Nov. 24, 1984: The Buffalo News Editorial Board writes, “Mayor Griffin was entirely correct in objecting to the ‘Green Lightning’ sculpture in Downtown Buffalo, but he drew a deserved rebuke from State Supreme Court Justice Vincent E. Doyle for not seeking court approval before ordering the work dismantled.”
Nov. 27, 1984: Changing his earlier stance that he saw “nothing wrong with the piece,” Buffalo Art Commission Chairman Samuel Magavern signed a letter to funders calling the work “pornographic and vulgar.” Magavern also credited Mayor Griffin’s having acted “promptly and effectively” to block the display. He also told patrons that he felt duped. “We feel badly that he used us.”
Several patrons reacted to the letter with concerns that Lawless, having “pulled one over” on the city, should leave him feeling ashamed of himself “because he is really hurting other artists who want to get help from the city.”
Not all reaction was negative. One sponsor called it “stimulating, refreshing and sophisticated.”
Dec. 5, 1984: An op-ed written by Lawless and partner Kathie Simonds describes the artist’s inspiration for the figure in question. He says it was graffiti — spray paint on an imitation brick wall on Bailey Avenue, and that it had been there for years.
Saying the entirety of “Green Lightning” had not yet been explored, Lawless and Simonds say, “Ironically, the sculpture has fallen victim to its own controversy.”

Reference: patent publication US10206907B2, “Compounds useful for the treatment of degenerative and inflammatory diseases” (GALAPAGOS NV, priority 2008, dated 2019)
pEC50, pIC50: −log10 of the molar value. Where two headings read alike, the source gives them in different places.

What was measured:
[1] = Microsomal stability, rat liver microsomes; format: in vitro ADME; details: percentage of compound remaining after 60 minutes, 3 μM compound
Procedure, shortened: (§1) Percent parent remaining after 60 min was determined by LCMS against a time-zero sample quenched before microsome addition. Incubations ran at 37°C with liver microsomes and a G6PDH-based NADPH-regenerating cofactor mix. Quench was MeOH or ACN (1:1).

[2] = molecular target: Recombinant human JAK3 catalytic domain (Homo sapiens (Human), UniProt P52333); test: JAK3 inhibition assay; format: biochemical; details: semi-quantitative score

Explaining what they envisioned the piece to mean, Lawless wrote, in part, that is was “burlesquing male dominance and myths attendant to male dominance.”
Dec. 11, 1984: After some criticism in the community for not printing photos showing the controversial elements of “Green Lightning,” News Editor Murray Light responds in his “Your Newspaper” column by saying, in part, “The News did not print the pictures of the illuminated neon panels because this paper does not think they should be seen in a family newspaper or should have been displayed publicly.”
Feb. 8, 1985: The city-owned plot where what’s left of “Green Lighting” still stands, was noted as a spot where city crews had been dumping snow that had piled up during the Blizzard of ’85.
May, 1985: Lawless says the “Green Lightning” controversy hasn’t hurt him financially, but most of his sales are in places like Philadelphia and Boston. “Buffalo’s shortage of yuppies is the problem,” Lawless told reporter Jane Kwiatkowski, “because young people in Buffalo just don’t buy art as they do elsewhere.”
One of the 11 lightning bolts that were part of the sculpture had gone missing, but was found in a South Buffalo backyard. The 8-foot high, 500-pound sculptural element had been swiped as a prank.
June, 1985: Acting State Supreme Court Judge Wayne Feeman ordered that the city not take any further steps to remove the sculpture, but also indicated that if Lawless relit the panels, that it could be removed as a public nuisance.
June 12, 1985: The News Editorial Board again took on the “Green Lightning” controversy.